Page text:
2. But I have a slight (maybe a bit more than slight) reservation about over planning. I have always been a ‘planner’ – like to have everything thought through in advance – but in reality this is not possible and I now think that a good teacher is one who can, if needs must, dump the plan and ‘go with the flow. Sometimes the learners know better than the teachers where they need to go and my recent research with my colleagues Roy Williams, Simone Gumtau and Regina Karousou, convinces me that emergent learning is to be encouraged 🙂

    You can see that your post has got me thinking 🙂 Thanks!
    Jenny

    • elenizazani says:

      🙂 Hi Jenny – I am glad the post generated some thoughts. 🙂
      I find emergent learning and emergent delivery of a session much more interesting and challenging that a sterilised planned session that nothing goes out of schedule. So yes, I can really understand your reservations. For me the planning process is about giving me ideas of the content, and ways of making the content engaging. It also helps me finding ways of encouraging emergent learning in a way that the activities may guide the whole session in a diffrent path than the initial plan was about. The learners I am dealing with, are not always confident to express themselves, so I need to be proactive to encourage them to talk. I think planning helps me to also be proactive.

      To be honest, I am looking forward to running the session and understanding more what learners take out of it. I will keep blogging about this experience here.

  2. dianalaurillard says:

    This exchange prompts several reflections – and my first reaction is that it’s so valuable to be able to follow another teacher’s thinking on their learning design process. We don’t often get much insight into this, which is part of the reason we wanted to build the Learning Designer, to foster this kind of exchange of ideas. Thank you Eleni.
    Second reflection is on Jenny’s anxiety about planning, which is a common response to the tool. In fact we do plan our teaching – timetabling is probably the biggest imposition, alongside curriculum, which for most of us is defined well in advance. Pedagogy is about the only part we have some freedom to negotiate, and we need to protect that!. But even this is usually planned as some kind of lesson plan.
    And a great advantage of a plan is that it helps you keep in mind what you’re really trying to achieve, and gives you better preparation for the emergent properties of the session once you start engaging with the students. You may create a ppt, which is a plan in itself, but it’s wise to index it with hyperlinks to different sections, so you can jump around at will as the session progresses – though I rarely see teachers doing this.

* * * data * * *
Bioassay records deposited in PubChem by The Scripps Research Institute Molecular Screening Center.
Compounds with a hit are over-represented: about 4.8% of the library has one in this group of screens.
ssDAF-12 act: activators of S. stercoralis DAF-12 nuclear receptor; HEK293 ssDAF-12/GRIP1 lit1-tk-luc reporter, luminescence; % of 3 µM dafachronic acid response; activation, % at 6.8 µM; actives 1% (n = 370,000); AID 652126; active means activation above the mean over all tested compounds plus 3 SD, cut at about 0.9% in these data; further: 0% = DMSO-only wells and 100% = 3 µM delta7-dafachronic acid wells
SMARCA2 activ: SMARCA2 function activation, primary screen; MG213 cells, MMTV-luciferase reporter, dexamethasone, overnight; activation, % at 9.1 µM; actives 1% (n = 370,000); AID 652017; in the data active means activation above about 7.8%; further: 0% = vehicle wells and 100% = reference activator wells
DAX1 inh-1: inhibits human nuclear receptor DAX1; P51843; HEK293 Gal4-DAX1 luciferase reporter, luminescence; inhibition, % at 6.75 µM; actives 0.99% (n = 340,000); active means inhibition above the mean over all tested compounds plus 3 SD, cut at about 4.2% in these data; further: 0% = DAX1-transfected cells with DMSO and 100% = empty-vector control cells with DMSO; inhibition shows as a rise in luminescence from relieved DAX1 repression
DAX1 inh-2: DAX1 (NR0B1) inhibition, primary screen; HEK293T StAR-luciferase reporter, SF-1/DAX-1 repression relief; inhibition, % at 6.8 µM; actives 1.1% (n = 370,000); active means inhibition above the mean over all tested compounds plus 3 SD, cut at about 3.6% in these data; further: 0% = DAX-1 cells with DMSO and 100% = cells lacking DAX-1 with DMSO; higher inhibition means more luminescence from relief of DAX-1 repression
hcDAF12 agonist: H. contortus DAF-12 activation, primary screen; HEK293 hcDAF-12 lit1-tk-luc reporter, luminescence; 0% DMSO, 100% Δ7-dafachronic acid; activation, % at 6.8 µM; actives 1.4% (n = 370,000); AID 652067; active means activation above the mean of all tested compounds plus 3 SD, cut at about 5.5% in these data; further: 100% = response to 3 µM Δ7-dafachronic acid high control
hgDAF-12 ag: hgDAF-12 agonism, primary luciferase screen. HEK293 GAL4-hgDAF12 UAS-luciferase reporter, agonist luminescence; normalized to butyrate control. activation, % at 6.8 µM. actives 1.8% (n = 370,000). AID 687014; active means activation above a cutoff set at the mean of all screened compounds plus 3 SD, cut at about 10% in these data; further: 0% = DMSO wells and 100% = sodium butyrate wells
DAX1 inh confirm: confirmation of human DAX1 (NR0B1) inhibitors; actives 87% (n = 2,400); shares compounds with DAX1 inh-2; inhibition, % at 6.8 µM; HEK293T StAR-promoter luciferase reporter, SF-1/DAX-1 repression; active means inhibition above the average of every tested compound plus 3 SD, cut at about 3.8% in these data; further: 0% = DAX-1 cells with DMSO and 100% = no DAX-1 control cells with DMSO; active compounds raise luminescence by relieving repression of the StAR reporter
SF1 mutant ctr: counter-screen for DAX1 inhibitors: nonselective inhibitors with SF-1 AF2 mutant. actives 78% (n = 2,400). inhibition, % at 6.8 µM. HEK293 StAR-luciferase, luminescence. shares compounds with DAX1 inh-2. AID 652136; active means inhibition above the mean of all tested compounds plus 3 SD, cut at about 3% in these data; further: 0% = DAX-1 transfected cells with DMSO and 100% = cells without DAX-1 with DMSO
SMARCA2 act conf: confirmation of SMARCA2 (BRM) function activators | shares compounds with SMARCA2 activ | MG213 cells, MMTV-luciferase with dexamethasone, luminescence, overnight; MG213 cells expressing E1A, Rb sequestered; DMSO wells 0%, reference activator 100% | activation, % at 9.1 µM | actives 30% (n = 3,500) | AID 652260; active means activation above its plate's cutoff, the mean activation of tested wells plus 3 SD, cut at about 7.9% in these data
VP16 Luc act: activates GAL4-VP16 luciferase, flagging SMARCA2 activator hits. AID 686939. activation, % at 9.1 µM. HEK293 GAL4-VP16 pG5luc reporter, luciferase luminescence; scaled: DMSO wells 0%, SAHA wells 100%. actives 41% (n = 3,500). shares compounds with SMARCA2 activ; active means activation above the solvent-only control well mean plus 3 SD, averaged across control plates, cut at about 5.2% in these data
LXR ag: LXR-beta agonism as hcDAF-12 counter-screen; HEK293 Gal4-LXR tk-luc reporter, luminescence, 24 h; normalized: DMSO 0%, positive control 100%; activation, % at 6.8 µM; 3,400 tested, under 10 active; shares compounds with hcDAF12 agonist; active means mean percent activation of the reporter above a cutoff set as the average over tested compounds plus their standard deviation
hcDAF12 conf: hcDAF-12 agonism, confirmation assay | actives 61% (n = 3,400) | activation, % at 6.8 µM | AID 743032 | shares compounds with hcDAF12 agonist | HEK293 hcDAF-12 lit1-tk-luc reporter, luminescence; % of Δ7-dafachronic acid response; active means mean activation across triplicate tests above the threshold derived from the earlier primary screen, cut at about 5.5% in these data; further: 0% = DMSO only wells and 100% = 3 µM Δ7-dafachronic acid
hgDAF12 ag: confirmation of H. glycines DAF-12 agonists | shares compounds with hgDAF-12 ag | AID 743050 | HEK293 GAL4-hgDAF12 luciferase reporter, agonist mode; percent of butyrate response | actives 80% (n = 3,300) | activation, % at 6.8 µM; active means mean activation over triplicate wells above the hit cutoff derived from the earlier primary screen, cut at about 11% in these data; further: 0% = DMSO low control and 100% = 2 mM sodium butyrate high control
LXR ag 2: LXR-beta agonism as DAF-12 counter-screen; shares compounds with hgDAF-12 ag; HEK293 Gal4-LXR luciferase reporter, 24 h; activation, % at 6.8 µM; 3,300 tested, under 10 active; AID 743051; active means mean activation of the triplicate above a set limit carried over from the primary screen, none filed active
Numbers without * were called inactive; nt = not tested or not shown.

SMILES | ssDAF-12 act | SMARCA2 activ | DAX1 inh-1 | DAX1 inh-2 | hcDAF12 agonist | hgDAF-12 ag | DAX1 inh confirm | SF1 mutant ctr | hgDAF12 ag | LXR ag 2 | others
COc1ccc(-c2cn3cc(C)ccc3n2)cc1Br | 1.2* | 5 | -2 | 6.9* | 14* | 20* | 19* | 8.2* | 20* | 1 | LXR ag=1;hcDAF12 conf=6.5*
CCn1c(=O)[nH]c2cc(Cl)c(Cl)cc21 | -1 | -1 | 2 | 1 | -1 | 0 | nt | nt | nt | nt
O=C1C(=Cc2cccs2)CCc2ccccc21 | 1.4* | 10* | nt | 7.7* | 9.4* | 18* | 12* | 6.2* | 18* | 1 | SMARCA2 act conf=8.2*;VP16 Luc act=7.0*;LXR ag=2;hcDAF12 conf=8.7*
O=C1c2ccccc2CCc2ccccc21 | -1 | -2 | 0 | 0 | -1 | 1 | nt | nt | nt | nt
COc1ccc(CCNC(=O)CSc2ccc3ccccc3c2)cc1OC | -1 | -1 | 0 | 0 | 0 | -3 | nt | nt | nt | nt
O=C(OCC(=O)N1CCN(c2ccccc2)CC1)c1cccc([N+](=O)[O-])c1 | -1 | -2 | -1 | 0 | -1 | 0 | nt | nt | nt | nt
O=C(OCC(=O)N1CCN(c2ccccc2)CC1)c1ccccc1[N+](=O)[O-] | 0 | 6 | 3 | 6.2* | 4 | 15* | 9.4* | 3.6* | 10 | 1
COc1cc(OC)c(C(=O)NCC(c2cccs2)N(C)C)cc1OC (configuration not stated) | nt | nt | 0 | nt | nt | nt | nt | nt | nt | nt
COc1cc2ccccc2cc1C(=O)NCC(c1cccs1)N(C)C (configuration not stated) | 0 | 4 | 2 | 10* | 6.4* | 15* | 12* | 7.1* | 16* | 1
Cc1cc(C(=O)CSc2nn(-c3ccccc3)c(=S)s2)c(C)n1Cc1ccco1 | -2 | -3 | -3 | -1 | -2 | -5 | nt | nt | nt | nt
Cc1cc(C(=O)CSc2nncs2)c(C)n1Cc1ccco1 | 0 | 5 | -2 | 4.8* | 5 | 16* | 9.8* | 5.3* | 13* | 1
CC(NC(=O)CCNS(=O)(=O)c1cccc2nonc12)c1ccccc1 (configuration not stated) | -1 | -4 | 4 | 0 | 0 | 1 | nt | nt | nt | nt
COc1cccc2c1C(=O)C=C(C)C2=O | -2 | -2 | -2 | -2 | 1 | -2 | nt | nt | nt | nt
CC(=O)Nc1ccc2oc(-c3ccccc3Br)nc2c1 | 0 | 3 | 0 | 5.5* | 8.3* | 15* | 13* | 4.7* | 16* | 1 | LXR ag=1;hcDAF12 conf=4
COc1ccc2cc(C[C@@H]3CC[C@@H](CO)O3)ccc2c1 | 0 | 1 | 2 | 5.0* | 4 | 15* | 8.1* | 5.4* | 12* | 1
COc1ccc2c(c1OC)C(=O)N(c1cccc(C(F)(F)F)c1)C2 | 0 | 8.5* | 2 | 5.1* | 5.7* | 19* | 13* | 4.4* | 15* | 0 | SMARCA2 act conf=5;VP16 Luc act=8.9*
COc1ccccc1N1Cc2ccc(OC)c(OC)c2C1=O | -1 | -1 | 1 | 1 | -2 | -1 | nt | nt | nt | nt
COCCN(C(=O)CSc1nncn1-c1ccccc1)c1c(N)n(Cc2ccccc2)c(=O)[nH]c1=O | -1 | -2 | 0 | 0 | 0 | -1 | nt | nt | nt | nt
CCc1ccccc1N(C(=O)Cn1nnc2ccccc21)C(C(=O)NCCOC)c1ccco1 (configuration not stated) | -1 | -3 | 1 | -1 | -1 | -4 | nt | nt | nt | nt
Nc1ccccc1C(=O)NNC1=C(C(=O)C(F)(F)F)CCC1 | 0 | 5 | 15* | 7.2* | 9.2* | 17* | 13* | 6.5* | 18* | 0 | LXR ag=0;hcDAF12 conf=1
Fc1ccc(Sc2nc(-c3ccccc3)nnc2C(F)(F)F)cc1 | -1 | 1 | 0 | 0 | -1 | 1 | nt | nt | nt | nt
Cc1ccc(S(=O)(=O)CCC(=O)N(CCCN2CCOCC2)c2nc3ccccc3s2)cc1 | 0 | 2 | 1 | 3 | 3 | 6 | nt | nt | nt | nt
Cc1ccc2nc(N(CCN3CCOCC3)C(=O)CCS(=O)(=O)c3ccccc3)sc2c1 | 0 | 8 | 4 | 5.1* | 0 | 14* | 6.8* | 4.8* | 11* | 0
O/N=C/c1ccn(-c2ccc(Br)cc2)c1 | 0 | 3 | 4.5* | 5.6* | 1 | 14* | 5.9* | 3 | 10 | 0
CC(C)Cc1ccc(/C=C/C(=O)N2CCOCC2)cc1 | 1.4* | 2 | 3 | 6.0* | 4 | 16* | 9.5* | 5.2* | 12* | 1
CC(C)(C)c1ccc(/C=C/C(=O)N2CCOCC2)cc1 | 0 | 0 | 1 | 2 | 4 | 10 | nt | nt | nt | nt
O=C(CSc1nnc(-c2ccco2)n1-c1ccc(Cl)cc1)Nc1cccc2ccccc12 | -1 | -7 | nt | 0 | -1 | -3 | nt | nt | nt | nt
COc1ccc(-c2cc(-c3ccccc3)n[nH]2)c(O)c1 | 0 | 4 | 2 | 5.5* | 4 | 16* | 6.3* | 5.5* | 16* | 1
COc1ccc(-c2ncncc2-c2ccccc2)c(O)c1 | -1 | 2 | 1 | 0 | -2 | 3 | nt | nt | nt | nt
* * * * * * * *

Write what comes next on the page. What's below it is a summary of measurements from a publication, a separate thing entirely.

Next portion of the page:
I certainly agree with Jenny that it’s important to have everything thought through in advance, but I’d argue that although you cannot expect it to work out exactly as planned, the plan is still extremely important. Project plans rarely work out as planned, but they’re still important, in all walks of life. Most professionals have a design and planning tool to help them. I think teachers deserve one too!
    Diana

    • elenizazani says:

      Hi Diana, thanks for dropping by and for leaving a comment on the post. Actually the moment you left your comment I received your “Teaching as a Design Science” through the post … so plenty food for thought for the rest of the summer!

      As I mentioned in the post, I am in favour of models because they enable discussions among practitioners and reflection. I am also in favour of non-linear presentations, which are what I actually send to students in a handout format, at the end of a session, so that they can skip content as they wish.

      I enjoyed modelling my thoughts and the activities with the Learning Designer tool and I am really looking forward to seeing the tool evolving from the prototype phase to the next stage!

      • dianalaurillard says:

        Thank you Eleni – and I can imagine you giving me plenty of food for thought via any comments you have!

  3. Hi Eleni, you can literally show your digital footprint by using the Tagxedo website http://www.tagxedo.com/
    Here’s an example. I fed my Twitter feed through Tagxedo, but you could do it with any piece of tex thttp://www.flickr.com/photos/25898511@N02/7427579360/in/photostream

    • elenizazani says:

      I loved your “digital footprint” word cloud! I like tagxedo and used it quite a lot in the past, so I will definitely try it so that I can give a visual example to students taken from my own digital footprint. The lesson is planned for next week and I am really looking forward to seeing how the plan created will work.

      On a different note, I am really excited with the new #edcMOOC we will be starting soon! I will be using this blog to reflect!

  4. Pingback: Assess and be assessed as a Scholar | Eleni's First Steps

  5. es-el.com says:

    There is certainly a great deal to learn about this issue.
    I like all of the points you have made.